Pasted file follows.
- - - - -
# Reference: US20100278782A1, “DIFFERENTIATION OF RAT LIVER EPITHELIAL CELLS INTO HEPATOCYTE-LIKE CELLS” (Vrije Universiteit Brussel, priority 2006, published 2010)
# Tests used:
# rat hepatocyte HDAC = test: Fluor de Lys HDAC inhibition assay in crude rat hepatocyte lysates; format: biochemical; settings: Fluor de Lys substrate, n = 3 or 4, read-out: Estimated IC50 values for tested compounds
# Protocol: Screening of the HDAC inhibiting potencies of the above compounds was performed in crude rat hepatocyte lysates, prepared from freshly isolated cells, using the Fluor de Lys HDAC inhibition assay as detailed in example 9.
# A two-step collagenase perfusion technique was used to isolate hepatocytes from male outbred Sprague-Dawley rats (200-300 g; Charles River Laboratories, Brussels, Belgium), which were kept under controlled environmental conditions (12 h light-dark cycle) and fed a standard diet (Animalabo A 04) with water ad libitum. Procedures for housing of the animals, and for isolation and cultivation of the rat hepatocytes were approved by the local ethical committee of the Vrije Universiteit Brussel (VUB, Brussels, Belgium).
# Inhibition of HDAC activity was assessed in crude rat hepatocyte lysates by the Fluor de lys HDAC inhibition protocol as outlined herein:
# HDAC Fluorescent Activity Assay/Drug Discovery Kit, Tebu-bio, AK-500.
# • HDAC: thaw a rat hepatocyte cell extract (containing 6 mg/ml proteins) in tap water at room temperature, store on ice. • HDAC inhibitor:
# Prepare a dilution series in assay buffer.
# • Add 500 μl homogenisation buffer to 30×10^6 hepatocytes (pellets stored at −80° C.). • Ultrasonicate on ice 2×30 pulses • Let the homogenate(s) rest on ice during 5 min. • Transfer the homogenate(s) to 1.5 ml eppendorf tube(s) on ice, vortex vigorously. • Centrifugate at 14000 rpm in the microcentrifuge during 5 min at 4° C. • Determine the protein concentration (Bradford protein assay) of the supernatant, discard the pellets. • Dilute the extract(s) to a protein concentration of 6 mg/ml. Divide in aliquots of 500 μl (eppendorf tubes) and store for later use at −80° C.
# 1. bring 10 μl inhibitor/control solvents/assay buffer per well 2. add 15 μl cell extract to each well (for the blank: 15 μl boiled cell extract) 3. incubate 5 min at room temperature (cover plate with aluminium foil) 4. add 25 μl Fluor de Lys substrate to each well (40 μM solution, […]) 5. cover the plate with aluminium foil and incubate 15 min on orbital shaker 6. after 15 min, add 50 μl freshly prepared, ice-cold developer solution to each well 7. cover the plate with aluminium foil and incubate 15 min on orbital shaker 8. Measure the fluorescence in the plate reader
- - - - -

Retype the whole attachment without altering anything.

# Reference: US20100278782A1, “DIFFERENTIATION OF RAT LIVER EPITHELIAL CELLS INTO HEPATOCYTE-LIKE CELLS” (Vrije Universiteit Brussel, priority 2006, published 2010)
# Tests used:
# rat hepatocyte HDAC = test: Fluor de Lys HDAC inhibition assay in crude rat hepatocyte lysates; format: biochemical; settings: Fluor de Lys substrate, n = 3 or 4, read-out: Estimated IC50 values for tested compounds
# Protocol: Screening of the HDAC inhibiting potencies of the above compounds was performed in crude rat hepatocyte lysates, prepared from freshly isolated cells, using the Fluor de Lys HDAC inhibition assay as detailed in example 9.
# A two-step collagenase perfusion technique was used to isolate hepatocytes from male outbred Sprague-Dawley rats (200-300 g; Charles River Laboratories, Brussels, Belgium), which were kept under controlled environmental conditions (12 h light-dark cycle) and fed a standard diet (Animalabo A 04) with water ad libitum. Procedures for housing of the animals, and for isolation and cultivation of the rat hepatocytes were approved by the local ethical committee of the Vrije Universiteit Brussel (VUB, Brussels, Belgium).
# Inhibition of HDAC activity was assessed in crude rat hepatocyte lysates by the Fluor de lys HDAC inhibition protocol as outlined herein:
# HDAC Fluorescent Activity Assay/Drug Discovery Kit, Tebu-bio, AK-500.
# • HDAC: thaw a rat hepatocyte cell extract (containing 6 mg/ml proteins) in tap water at room temperature, store on ice. • HDAC inhibitor:
# Prepare a dilution series in assay buffer.
# • Add 500 μl homogenisation buffer to 30×10^6 hepatocytes (pellets stored at −80° C.). • Ultrasonicate on ice 2×30 pulses • Let the homogenate(s) rest on ice during 5 min. • Transfer the homogenate(s) to 1.5 ml eppendorf tube(s) on ice, vortex vigorously. • Centrifugate at 14000 rpm in the microcentrifuge during 5 min at 4° C. • Determine the protein concentration (Bradford protein assay) of the supernatant, discard the pellets. • Dilute the extract(s) to a protein concentration of 6 mg/ml. Divide in aliquots of 500 μl (eppendorf tubes) and store for later use at −80° C.
# 1. bring 10 μl inhibitor/control solvents/assay buffer per well 2. add 15 μl cell extract to each well (for the blank: 15 μl boiled cell extract) 3. incubate 5 min at room temperature (cover plate with aluminium foil) 4. add 25 μl Fluor de Lys substrate to each well (40 μM solution, […]) 5. cover the plate with aluminium foil and incubate 15 min on orbital shaker 6. after 15 min, add 50 μl freshly prepared, ice-cold developer solution to each well 7. cover the plate with aluminium foil and incubate 15 min on orbital shaker 8. Measure the fluorescence in the plate reader